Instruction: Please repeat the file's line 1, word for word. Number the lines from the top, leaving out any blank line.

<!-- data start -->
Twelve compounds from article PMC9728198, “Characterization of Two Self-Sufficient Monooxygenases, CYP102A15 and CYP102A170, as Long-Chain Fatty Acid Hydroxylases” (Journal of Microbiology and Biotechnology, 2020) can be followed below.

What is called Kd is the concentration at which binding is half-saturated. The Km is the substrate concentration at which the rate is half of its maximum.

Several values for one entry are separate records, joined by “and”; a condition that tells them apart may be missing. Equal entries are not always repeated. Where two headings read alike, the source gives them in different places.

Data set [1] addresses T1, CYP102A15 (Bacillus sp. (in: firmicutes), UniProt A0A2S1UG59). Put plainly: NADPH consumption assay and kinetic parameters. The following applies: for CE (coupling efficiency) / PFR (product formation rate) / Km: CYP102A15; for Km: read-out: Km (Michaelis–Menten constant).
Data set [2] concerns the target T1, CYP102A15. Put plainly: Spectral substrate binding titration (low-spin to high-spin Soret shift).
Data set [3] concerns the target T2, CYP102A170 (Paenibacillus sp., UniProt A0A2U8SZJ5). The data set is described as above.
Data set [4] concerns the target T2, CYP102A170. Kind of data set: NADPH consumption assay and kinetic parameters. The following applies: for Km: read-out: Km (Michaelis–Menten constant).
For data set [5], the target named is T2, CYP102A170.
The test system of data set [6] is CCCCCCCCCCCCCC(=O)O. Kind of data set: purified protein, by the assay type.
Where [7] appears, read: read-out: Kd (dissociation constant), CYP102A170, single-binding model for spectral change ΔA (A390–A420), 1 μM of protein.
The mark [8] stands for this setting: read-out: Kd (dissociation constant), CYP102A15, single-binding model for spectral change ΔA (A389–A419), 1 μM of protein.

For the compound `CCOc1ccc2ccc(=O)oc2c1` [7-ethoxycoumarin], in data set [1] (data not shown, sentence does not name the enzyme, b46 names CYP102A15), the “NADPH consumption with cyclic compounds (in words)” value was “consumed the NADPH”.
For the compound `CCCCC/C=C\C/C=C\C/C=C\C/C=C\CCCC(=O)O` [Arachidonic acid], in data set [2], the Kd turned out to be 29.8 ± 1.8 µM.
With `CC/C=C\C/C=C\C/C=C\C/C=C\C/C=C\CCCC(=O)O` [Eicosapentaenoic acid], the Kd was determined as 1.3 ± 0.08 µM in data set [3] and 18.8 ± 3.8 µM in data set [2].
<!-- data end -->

Twelve compounds from article PMC9728198, “Characterization of Two Self-Sufficient Monooxygenases, CYP102A15 and CYP102A170, as Long-Chain Fatty Acid Hydroxylases” (Journal of Microbiology and Biotechnology, 2020) can be followed below.